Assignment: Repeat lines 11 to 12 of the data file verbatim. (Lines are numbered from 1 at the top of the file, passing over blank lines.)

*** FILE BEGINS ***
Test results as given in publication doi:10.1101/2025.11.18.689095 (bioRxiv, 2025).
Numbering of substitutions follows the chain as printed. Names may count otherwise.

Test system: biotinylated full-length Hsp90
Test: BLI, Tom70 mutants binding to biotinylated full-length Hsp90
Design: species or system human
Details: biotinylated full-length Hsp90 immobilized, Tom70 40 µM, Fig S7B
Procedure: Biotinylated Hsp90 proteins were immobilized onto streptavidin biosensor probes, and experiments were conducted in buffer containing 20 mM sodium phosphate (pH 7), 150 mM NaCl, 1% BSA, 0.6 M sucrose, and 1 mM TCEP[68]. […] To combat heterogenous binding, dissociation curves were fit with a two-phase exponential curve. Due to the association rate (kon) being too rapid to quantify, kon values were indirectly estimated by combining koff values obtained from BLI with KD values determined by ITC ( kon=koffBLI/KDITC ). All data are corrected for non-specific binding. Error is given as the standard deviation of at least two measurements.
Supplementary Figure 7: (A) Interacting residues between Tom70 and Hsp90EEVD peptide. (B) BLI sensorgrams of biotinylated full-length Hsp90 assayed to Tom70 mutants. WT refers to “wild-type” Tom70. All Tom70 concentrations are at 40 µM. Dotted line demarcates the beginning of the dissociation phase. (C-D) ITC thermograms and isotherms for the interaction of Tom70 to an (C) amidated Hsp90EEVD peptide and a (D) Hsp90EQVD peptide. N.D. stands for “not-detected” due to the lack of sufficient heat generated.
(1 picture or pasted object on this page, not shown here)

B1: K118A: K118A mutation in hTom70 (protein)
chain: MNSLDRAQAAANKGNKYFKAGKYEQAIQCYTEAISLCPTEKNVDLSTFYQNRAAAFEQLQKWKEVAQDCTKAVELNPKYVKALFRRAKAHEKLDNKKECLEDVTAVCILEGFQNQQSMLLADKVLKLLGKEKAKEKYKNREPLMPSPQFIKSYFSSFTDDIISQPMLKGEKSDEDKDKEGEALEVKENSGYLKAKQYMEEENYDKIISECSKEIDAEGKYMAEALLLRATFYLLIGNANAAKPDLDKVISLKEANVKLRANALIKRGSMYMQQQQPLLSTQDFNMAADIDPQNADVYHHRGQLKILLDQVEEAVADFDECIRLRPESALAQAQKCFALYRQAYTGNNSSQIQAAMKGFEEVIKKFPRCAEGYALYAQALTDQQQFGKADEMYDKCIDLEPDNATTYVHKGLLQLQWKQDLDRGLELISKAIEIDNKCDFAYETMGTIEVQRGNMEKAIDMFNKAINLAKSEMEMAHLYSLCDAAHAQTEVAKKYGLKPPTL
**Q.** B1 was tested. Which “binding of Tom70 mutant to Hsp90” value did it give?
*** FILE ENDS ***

chain: MNSLDRAQAAANKGNKYFKAGKYEQAIQCYTEAISLCPTEKNVDLSTFYQNRAAAFEQLQKWKEVAQDCTKAVELNPKYVKALFRRAKAHEKLDNKKECLEDVTAVCILEGFQNQQSMLLADKVLKLLGKEKAKEKYKNREPLMPSPQFIKSYFSSFTDDIISQPMLKGEKSDEDKDKEGEALEVKENSGYLKAKQYMEEENYDKIISECSKEIDAEGKYMAEALLLRATFYLLIGNANAAKPDLDKVISLKEANVKLRANALIKRGSMYMQQQQPLLSTQDFNMAADIDPQNADVYHHRGQLKILLDQVEEAVADFDECIRLRPESALAQAQKCFALYRQAYTGNNSSQIQAAMKGFEEVIKKFPRCAEGYALYAQALTDQQQFGKADEMYDKCIDLEPDNATTYVHKGLLQLQWKQDLDRGLELISKAIEIDNKCDFAYETMGTIEVQRGNMEKAIDMFNKAINLAKSEMEMAHLYSLCDAAHAQTEVAKKYGLKPPTL
**Q.** B1 was tested. Which “binding of Tom70 mutant to Hsp90” value did it give?